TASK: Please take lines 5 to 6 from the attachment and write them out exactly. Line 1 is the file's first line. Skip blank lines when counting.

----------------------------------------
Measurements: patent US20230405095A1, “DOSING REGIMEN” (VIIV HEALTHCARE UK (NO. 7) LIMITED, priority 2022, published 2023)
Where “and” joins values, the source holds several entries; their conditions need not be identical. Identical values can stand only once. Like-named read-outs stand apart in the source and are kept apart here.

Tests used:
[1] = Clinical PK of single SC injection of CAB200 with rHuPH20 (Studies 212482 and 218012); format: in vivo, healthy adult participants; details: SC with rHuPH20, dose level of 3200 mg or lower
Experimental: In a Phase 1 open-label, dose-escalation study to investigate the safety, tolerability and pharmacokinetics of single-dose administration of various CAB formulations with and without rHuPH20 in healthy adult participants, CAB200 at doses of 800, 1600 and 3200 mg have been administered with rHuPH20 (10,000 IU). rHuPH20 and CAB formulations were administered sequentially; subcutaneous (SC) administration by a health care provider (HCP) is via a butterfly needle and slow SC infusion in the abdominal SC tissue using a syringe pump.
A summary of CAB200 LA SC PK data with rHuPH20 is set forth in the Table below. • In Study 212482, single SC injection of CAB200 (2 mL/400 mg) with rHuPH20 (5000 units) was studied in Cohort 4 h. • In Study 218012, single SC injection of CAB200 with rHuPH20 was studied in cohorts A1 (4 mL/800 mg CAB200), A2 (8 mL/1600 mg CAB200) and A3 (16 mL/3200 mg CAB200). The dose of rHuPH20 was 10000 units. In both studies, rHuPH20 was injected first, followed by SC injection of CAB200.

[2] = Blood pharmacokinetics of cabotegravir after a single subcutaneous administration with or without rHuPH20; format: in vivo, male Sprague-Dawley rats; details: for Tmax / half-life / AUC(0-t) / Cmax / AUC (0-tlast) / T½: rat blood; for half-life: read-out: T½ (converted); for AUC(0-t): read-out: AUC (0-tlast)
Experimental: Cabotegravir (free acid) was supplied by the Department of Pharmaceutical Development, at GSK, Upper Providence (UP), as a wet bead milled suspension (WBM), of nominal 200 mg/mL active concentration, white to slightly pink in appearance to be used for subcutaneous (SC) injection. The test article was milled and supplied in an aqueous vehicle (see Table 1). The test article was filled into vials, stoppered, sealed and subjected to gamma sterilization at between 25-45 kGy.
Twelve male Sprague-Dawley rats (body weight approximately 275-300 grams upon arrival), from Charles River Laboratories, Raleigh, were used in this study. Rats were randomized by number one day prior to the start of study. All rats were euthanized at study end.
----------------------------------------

Experimental: In a Phase 1 open-label, dose-escalation study to investigate the safety, tolerability and pharmacokinetics of single-dose administration of various CAB formulations with and without rHuPH20 in healthy adult participants, CAB200 at doses of 800, 1600 and 3200 mg have been administered with rHuPH20 (10,000 IU). rHuPH20 and CAB formulations were administered sequentially; subcutaneous (SC) administration by a health care provider (HCP) is via a butterfly needle and slow SC infusion in the abdominal SC tissue using a syringe pump.
A summary of CAB200 LA SC PK data with rHuPH20 is set forth in the Table below. • In Study 212482, single SC injection of CAB200 (2 mL/400 mg) with rHuPH20 (5000 units) was studied in Cohort 4 h. • In Study 218012, single SC injection of CAB200 with rHuPH20 was studied in cohorts A1 (4 mL/800 mg CAB200), A2 (8 mL/1600 mg CAB200) and A3 (16 mL/3200 mg CAB200). The dose of rHuPH20 was 10000 units. In both studies, rHuPH20 was injected first, followed by SC injection of CAB200.